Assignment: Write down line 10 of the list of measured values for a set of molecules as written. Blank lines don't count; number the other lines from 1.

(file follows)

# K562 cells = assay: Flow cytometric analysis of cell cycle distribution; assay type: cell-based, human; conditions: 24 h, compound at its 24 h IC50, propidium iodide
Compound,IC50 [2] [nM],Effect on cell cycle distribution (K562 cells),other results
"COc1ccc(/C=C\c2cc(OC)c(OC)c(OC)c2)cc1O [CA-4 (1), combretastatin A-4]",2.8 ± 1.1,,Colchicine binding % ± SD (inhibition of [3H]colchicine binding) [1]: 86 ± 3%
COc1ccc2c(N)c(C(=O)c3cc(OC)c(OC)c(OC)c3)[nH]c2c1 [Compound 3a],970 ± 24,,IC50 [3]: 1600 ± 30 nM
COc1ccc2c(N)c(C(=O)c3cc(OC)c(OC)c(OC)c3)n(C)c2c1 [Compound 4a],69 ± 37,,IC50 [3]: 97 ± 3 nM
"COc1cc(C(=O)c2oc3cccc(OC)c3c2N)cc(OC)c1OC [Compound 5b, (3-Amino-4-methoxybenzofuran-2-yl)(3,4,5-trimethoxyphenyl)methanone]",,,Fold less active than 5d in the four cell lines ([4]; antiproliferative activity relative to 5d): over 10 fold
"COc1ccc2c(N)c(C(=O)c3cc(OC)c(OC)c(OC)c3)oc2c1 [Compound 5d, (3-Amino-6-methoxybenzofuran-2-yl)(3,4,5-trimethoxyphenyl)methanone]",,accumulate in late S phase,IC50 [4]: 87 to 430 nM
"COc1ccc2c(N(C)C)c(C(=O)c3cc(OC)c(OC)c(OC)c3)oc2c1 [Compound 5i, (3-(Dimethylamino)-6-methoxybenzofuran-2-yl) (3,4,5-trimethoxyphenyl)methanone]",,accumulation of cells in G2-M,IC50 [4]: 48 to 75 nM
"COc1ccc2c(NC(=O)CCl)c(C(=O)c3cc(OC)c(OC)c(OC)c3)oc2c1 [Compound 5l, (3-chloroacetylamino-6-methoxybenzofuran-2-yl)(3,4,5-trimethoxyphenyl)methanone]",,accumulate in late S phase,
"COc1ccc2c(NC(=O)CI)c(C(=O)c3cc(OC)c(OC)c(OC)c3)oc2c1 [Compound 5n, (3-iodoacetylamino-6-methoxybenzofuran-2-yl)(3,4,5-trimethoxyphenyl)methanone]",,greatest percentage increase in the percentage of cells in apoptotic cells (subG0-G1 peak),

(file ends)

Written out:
"COc1ccc2c(NC(=O)CI)c(C(=O)c3cc(OC)c(OC)c(OC)c3)oc2c1 [Compound 5n, (3-iodoacetylamino-6-methoxybenzofuran-2-yl)(3,4,5-trimethoxyphenyl)methanone]",,greatest percentage increase in the percentage of cells in apoptotic cells (subG0-G1 peak),